All About Nipple Piercings
Rings and Things
If there's one thing that US Transportation Safety Administration/passenger conflict in Texas showed, it's that even 20 years after nipple piercing started to move into the mainstream, many people still don't know anything about them. In fact, the most the average person knows about nipple piercings is probably just a vague memory of something sparkling on Janet Jackson's breast during her unfortunate "wardrobe malfunction" during the Super Bowl back in 2004. These are not casual body modifications, like having ears pierced. Pierced nipples take months to heal and removing the jewelry often requires the use of specialized pliers made for opening and closing the thick rings.
This article describes the process of how nipples get pierced and answers some frequently asked questions about nipple piercings. There's also some discussion about flying, being scanned or put through a metal detector, and piercings. If you have more questions, you can ask them in the comments at the bottom of the article.
Nipple Piercing Step-by-StepClick thumbnail to view full-size
How Are Nipples Pierced?
Nipple piercing is a fairly straightforward and easy body modification procedure. No anesthetics are used, as their use is regulated and restricted to doctors, so it would actually be illegal for body piercers to use them. The piercing itself takes only a few seconds.
First the nipple area is cleaned and marked so that entry and exit holes for the ring are located and lined up properly. The piercings are most often set at the base of the nipple, where it joins the aureola.
Next a medical clamp called a Pennington forcep is applied to the nipple, holding the tissue firmly and lining up the two dots for the holes as closely together as possible.
Then holding a cork on one side to catch the needle, the piercer quickly does the actual piercing with a slant-tip hollow needle. Nipple piercings needs to be at least 14g in thickness to prevent tissue tearing.
The clamp is removed and the needle is almost all the way through the piercing. Then the ring is butted up against the end of the needle and is used to push the needle out, allowing the ring to slide smoothly into place.
The captured bead ring is then in place and is ready to have a bead inserted between the two end and be pinched closed.
A Shared Nipple Piercing Experience
Piercing Aftercare & Jewelry
When nipples are first pierced, the best jewelry to wear is a captured bead ring. This allows for the easiest aftercare and cleaning for the healing piercing. For men, a pierced nipple can take three to six months on average to heal. For women, it can take six months to a year. Everyone's body is different, so be sure to discuss any specific concerns with your piercer BEFORE you get pierced.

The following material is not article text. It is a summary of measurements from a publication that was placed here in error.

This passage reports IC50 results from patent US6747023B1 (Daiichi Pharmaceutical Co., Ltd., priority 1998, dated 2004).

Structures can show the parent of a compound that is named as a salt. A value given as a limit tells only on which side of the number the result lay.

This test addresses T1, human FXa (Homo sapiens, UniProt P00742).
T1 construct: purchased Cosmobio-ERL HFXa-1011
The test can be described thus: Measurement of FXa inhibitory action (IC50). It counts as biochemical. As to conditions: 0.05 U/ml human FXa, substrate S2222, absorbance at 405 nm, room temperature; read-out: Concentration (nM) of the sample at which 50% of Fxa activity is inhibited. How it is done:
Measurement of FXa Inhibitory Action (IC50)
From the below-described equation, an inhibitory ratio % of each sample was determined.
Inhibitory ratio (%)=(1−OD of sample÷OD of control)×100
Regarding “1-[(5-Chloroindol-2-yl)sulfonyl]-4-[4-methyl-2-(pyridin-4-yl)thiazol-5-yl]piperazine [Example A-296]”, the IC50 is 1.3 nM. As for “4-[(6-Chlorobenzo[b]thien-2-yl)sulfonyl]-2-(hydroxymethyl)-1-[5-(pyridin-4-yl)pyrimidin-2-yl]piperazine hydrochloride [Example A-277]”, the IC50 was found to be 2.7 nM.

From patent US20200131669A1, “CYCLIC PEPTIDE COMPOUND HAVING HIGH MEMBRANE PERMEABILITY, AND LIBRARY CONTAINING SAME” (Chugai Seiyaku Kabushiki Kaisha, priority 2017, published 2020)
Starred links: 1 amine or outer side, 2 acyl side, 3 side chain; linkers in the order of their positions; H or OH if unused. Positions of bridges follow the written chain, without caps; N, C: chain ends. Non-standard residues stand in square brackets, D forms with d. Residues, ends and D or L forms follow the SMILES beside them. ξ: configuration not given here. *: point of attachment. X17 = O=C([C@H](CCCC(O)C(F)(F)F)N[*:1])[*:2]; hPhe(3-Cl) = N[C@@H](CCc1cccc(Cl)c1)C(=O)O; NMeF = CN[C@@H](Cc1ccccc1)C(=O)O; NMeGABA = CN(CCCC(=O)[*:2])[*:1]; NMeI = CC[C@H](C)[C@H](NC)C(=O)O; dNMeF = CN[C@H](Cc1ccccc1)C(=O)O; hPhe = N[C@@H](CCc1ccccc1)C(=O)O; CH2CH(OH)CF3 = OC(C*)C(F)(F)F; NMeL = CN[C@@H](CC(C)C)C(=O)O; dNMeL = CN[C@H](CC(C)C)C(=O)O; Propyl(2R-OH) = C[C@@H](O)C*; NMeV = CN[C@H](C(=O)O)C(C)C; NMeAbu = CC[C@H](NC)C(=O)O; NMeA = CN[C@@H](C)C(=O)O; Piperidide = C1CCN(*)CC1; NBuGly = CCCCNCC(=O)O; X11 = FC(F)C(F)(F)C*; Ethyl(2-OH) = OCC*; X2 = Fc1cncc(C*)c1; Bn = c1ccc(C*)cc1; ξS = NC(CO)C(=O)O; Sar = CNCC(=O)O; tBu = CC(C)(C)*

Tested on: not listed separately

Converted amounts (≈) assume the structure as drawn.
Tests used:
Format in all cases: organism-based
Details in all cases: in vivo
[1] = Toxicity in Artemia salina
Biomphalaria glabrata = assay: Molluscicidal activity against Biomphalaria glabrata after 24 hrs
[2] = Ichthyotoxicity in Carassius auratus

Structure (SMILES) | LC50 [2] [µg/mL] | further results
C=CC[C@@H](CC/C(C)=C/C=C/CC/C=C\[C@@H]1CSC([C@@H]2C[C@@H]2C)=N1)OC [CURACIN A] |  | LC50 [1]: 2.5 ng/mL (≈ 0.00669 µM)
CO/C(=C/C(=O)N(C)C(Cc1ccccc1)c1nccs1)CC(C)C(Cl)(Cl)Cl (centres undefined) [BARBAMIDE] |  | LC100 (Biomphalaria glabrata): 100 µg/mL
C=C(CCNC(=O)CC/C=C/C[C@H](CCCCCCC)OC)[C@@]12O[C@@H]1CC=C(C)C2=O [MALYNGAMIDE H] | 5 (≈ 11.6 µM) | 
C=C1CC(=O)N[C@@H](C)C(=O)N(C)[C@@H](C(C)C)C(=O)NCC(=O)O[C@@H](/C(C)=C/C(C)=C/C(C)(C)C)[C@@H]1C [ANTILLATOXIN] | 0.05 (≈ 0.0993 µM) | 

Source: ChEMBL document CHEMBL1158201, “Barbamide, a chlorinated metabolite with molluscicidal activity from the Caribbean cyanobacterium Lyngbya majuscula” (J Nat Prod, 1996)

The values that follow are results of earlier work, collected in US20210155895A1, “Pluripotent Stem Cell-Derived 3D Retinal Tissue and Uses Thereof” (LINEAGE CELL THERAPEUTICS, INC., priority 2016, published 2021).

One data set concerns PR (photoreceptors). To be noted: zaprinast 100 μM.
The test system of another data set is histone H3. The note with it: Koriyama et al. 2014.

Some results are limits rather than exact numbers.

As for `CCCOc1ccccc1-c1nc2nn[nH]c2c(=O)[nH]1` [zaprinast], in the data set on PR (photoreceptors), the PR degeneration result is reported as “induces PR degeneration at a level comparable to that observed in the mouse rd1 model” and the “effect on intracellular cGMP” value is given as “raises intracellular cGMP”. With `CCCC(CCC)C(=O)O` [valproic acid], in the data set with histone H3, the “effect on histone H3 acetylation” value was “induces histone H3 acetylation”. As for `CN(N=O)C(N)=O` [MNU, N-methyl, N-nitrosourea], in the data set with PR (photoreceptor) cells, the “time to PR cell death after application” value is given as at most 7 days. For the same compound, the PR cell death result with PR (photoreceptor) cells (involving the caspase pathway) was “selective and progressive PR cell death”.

Nipple jewelry should be 14g to start as thinner wire may migrate out or risk getting caught and ripping the nipple tissue. If you wish to enlarge or "gauge" your nipple piercings, it's best done by going to a professional body piercer and having the piercings sized up one gauge at a time, with at least a month in-between enlargements. Go up too fast and you risk tearing the tissue and having to go through a prolonged re-healing period.
One healed the jewelry can be changed, and with nipples there are many options. The most popular options after captive bead rings are straight and circular barbells. Make sure with straight bars that the jewelry is about 1/16" longer than the nipple diameter for comfort, and so that the ball ends don't dig into the tissue. With barbells, dangles and nipple shields can be worn. Both of these are pieces of jewelry that hang from or or held on by the actual barbell, so you'll want a tad extra length if you have either of these in mind.
If you wear captive bead rings, be sure to get special ring spreaders (a form of pliers) and ball closure pliers so that you can change your jewelry yourself. These ensure the jewelry can be opened and closed safely for the wearer and keep the jewelry from being deformed or damaged by the removal process.
The recent controversy about nipple rings and airline security stemmed from an incident when TSA security screeners in Texas forced a woman to remove her nipple rings, telling her she would be barred from being allowed onto her flight if she didn't. No one is quite sure why just nipple piercings are suddenly an air safety threat when nose, navel or genital piercings aren't considered to be an issue. Body piercings aren't detectable by walk-thru doorway-style metal detectors, but will register if a person is scanned with a hand-held wand. What this means is that hundreds of nipple piercings a day fly without being detected but pierced people who get randomly selected for extra screening may have to endure having their pierced parts inspected. Remember, inspections should be done by same-sex security agents (guys check guys, women check women) and they are supposed to request that you disrobe enough to show the nipple piercings, and they shouldn't have to touch your body.
About Nipple Piercings
- Nipple piercing - Wikipedia, the free encyclopedia
A nipple piercing is a piercing, centered usually at the base of the nipple. It can be pierced at any angle but is usually done horizontally or, less often, vertically.
- Pierced Nipples and Stretching Nipple Piercings
detailed info and pictures of male and female pierced nipples along with information on stretching nipple piercings to wear larger gauge jewelry.
This content is accurate and true to the best of the author’s knowledge and is not meant to substitute for formal and individualized advice from a qualified professional.